And let's not forget that love (and a relationship) happens over time. Which is why I’ve always found it hilarious when people who believe their lovers "complete" them say later on down the line, "They’re just not the person I fell in love with." Of course not! Over the course of their relationship to you, they’ve fused with you to become something else! Everything that made them (and by supposition, YOU) interesting and different, not to mention appealing, is gone and you willingly participated in its destruction. Now, here’s a question to all of you out there waiting for someone to "complete" you. Assume, for a moment, you find someone to complete you. What happens when your "other half" is taken away, as in a car accident? Do you revert into this half person, forever doomed to being an ineffectual zombie since your soul-mate is no longer part of this world? How are you to survive? There’s no one else to save you and make you complete since you only have the ONE soul-mate, right? What then?

This brings us to another aspect of my metaphor: there are two SEPARATE walls working together to stay up. I’m sorry, but I’d prefer to rest assured in whatever afterlife there is that my lover will survive and move on without me. The only way to do that is to make sure she has a life separate from me that can sustain her through the pain of my death, and allow her to heal and move on to the next man she chooses to be in her life, if that’s the path she takes. That is something that only an individual can do, not a fractional person. The question is then, how does that work in the day to day dealings of a relationship? That part is easy. Make sure that no matter how close the two of you get, there is something that THE BOTH OF YOU HAVE that is independent of the other. They have their love of performing jazz music and you have your love of working on cars or something. Does that mean you can’t participate in your lover’s interest? Of course not, show up at their jazz gigs and let them know it’s okay for them to ask you to work on their sister’s car. But don’t take up saxophone and insert yourself into their band or let them start reading up on cars and helping you out. The idea is that while the two of you are going to be sharing the bulk of your time and activities, there should be some things in your life that are just YOURS and same goes for your lover.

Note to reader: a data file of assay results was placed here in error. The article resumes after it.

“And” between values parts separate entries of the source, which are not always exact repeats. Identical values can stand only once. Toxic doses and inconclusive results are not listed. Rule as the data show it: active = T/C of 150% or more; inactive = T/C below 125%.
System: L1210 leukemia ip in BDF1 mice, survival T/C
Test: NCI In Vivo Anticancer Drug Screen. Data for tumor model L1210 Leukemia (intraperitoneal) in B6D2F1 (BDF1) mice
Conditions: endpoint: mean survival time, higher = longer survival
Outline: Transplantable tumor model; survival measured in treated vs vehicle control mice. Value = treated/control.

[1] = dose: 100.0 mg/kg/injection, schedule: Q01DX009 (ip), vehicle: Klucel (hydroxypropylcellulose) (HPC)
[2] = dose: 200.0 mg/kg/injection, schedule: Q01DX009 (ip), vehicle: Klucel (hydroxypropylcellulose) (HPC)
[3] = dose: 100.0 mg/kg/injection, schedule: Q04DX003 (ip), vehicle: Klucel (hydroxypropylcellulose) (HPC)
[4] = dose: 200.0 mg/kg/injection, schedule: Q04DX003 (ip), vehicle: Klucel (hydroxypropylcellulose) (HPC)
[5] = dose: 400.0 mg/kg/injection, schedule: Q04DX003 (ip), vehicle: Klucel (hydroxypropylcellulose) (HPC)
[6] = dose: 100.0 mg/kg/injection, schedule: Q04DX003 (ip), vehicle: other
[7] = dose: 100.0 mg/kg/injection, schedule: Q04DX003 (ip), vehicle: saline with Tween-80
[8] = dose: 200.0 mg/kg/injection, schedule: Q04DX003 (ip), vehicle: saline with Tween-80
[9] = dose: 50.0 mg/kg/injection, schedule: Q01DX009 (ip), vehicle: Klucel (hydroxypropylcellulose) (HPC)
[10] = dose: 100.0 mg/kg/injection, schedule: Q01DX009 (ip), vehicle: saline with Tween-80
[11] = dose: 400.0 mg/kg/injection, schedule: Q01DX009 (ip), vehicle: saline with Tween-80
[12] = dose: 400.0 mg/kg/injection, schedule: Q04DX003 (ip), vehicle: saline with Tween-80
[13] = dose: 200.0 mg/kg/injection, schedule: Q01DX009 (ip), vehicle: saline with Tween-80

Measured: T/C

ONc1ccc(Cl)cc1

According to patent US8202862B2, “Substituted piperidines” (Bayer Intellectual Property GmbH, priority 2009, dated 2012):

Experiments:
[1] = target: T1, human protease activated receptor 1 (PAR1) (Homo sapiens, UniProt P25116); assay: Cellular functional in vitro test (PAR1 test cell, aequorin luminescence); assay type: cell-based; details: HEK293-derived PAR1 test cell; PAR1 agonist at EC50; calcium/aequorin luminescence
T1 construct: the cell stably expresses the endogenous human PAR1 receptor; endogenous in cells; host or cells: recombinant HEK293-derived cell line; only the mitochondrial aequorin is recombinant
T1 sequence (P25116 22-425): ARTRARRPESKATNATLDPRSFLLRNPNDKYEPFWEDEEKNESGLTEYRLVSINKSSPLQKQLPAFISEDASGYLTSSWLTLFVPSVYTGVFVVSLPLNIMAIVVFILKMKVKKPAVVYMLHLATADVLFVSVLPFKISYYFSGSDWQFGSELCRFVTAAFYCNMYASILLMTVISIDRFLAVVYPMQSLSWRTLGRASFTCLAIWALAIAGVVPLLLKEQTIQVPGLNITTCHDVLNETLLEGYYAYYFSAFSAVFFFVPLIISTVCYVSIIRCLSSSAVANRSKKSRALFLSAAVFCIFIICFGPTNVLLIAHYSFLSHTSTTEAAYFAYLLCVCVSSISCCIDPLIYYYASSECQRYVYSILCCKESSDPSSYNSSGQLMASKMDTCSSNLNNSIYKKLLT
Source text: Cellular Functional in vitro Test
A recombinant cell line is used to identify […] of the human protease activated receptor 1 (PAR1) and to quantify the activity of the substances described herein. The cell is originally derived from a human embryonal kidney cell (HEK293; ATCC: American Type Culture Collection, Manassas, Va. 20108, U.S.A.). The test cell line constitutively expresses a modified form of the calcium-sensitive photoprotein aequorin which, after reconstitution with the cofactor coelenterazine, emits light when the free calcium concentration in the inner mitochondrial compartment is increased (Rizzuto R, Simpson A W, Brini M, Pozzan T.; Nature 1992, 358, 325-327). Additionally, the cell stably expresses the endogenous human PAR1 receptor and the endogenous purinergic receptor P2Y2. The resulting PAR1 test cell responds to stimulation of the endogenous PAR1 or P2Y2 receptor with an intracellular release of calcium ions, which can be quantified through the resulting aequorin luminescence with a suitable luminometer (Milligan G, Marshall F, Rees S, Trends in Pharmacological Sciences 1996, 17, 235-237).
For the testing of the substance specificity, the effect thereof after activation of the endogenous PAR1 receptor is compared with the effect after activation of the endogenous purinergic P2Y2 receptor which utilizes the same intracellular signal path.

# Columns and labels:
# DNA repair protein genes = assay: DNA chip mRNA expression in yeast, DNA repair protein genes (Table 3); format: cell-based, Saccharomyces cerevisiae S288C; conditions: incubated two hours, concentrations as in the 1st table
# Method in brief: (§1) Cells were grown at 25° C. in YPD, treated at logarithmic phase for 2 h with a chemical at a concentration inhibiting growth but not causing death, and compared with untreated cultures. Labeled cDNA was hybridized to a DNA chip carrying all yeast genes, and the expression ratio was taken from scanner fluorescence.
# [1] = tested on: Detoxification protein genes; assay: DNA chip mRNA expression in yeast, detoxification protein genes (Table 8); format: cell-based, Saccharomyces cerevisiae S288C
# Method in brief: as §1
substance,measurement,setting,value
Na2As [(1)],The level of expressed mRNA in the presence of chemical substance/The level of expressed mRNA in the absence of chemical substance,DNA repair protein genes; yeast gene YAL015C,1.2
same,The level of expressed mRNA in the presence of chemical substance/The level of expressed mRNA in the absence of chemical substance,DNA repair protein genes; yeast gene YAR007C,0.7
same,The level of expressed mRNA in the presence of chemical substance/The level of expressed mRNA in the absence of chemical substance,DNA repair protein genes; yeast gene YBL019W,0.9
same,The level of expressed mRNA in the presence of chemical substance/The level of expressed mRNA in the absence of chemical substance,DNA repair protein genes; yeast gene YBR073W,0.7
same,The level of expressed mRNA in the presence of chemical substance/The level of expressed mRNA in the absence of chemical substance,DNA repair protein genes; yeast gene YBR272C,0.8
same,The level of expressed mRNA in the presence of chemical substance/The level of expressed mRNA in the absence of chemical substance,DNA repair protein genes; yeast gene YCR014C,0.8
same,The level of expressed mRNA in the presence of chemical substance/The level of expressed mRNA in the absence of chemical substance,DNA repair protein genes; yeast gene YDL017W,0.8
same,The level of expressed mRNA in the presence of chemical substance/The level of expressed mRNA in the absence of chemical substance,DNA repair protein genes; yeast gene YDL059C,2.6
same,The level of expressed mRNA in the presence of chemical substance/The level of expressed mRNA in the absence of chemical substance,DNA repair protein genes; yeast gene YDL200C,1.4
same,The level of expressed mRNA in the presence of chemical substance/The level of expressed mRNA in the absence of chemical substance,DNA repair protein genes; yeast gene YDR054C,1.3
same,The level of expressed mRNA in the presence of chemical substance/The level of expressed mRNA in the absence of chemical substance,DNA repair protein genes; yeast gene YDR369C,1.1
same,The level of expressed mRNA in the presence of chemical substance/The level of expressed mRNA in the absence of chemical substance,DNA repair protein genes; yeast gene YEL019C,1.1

At the end of the day, you want to see your lover happy and they want you to be happy. Not because of some magical altruistic quality that love imbues the both of you with, but because, at its best, love is a form of enlightened self-interest. You want your lover to be happy because it makes YOU happy to see them that way and vice versa. Basically, you’re doing it to make YOURSELF happy. Think about the two walls for a sec. If you’re wall A and you’re interested in staying up, you’ll do whatever you can to make sure wall B is at it’s best since they’re holding you up. The best part? Wall B is thinking the same thing about you. Now, developing your own interests (or maintaining ones you had before the two of you got together) does give you things that your lover can take away. And because you love them, you’d stop those interests, but because they’re interested in you being happy, they won’t ask that of you and vice versa. It’s a choice the both of you make in order to make each other happy. And that brings me to my next point.